Metatarsal Fracture


Metatarsal Fracture, Metatarsal Shaft Fracture

  • Mechanism
  • Metatarsal Shaft Fracture
  1. Direct blow to foot
  2. Twisting injury
  3. Fall from height
  • Types
  • Metatarsal Fracture
  1. Metatarsal Shaft Fracture (described on this page)
  2. Metatarsal Stress Fracture
  3. Proximal Fifth Metatarsal Fracture
  4. Proximal First to Fourth Metatarsal Fractures
    1. Requires additional vigilence to evaluate for associated Lisfranc Fracture-Dislocation
    2. Also, a normal first Metatarsal physis in children may be mistaken as Fracture
    3. In absence of Lisfranc joint injury, these Fractures are treated as Stress Fractures as below
  • Symptoms
  1. Painful ambulation
  2. Localized swelling, pain and Ecchymosis
  • Signs
  1. Marked localized swelling, Ecchymosis
  2. Point tenderness over Fracture site
  3. Provocative: Axial loading
    1. Axial loading of digit from Metatarsal head results in Fracture site pain
    2. Distinguishes from Soft Tissue Injury (in which maneuver is non-painful)
  • Imaging
  1. Foot Xray
    1. Views: Standard foot (consider oblique or modified lateral view)
    2. Fracture Types: Oblique or transverse Fractures are most common
  2. Foot Ultrasound (bedside)
    1. May identify subtle, non-displaced Fractures
  • Management
  • Uncomplicated non-displaced or minimally displaced shaft Fractures
  1. Indications
    1. Nondisplaced Metatarsal Shaft Fractures
    2. Single Fractures with medial or lateral displacement
  2. Protocol: Initial Evaluation
    1. Apply Soft Bulky Dressing or Posterior Splint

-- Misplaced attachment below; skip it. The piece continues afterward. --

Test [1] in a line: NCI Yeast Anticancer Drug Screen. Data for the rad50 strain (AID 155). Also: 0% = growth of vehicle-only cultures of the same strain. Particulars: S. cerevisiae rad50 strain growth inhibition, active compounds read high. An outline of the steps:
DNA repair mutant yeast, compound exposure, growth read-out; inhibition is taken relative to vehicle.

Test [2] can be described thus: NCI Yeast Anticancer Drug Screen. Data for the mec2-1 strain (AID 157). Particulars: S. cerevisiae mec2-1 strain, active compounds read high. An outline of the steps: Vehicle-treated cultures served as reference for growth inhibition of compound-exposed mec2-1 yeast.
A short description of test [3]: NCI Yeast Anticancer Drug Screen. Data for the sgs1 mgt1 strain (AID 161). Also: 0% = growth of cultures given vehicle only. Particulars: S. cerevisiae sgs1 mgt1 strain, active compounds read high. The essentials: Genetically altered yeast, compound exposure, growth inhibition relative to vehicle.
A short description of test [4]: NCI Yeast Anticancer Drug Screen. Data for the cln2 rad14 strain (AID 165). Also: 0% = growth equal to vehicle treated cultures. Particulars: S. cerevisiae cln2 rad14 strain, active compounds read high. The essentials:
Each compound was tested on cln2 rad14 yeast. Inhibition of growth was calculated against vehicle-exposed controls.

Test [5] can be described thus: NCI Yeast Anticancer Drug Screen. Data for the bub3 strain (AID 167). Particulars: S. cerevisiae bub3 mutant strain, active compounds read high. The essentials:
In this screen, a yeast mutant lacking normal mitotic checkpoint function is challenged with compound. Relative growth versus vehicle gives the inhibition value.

2. Use Crutches, but may weight bear as tolerated
  3. Protocol: Follow-up visit at 3-5 days after injury
    1. Repeat XRay
    2. Use Soft Bulky Dressing, supportive shoe or cast boot
      1. Consider CAM walker or Short Leg Walking Cast if refractory pain
    3. Progressively increase weight bearing
      1. Transition to rigid-sole shoe at 4-6 weeks
  4. Protocol: Follow-up every 2-4 weeks
  5. Protocol: Third and final visit at 6 weeks after injury
    1. Repeat XRay at 4-6 weeks
    2. Anticipate resolution of point tenderness over Fracture site and callus formation on xray
    3. Institute Ankle and calf Stretching and strengthening Exercises
  • Management
  • Nondisplaced Proximal first to fourth Metatarsal Fractures
  1. See Proximal Fifth Metatarsal Fracture
  2. Indications
    1. No findings suggestive of Lisfranc Fracture Dislocation
    2. First Metatarsal Fractures should be referred to orthopedics
  3. Protocol
    1. Step 1 (initial): Posterior splint and non-weight bearing
    2. Step 2 (day 5): Non-weight bearing Short Leg Cast
    3. Step 3 (day 10)
      1. Recheck XRay for Fracture alignment
      2. If good alignment, continue cast for 3-4 weeks and progressively increase ambulation
    4. Step 4 (day 30)
      1. Start physical therapy for ankle and foot range of motion, Stretching and strengthening
  • Management
  • Displaced Fractures (require reduction)
  1. Indications
    1. Shaft Fractures with >3-4 mm dorsal or plantar displacement
    2. Shaft Fractures with >10 degrees dorsal or plantar angulation
  2. Protocol
    1. Reduce Fracture
    2. Apply posterior splint
    3. Crutch walking only and no weight bearing
    4. Follow-up with Orthopedics
  1. Indications: Urgent Consultation
    1. See Fracture
  2. Indications: Prompt Consultation
    1. See Displaced Fracture above
    2. First Metatarsal Fracture (regardless of displacement)
    3. Multiple Metatarsal Fractures (typically unstable)
    4. Fifth Metatarsal styloid Fracture with displacement
    5. Metatarsal Shaft Fracture near the Metatarsal head
    6. Intra-articular Fracture
    7. Metatarsal Fracture with associated Lisfranc Dislocation or Lisfranc Fracture
  3. Protocol
    1. Apply posterior splint
    2. Crutch walking only and no weight bearing
    3. Follow-up with Orthopedics
  • Complications
  • Pitfalls
  1. See Proximal Fifth Metatarsal Fracture (high risk for non-union)
  2. See Metatarsal Stress Fracture (often missed)
  3. See Displaced and Complicated Fractures above
  4. Consider Lisfranc Fracture Dislocation (associated with Proximal 1-4 Metatarsal Fracture)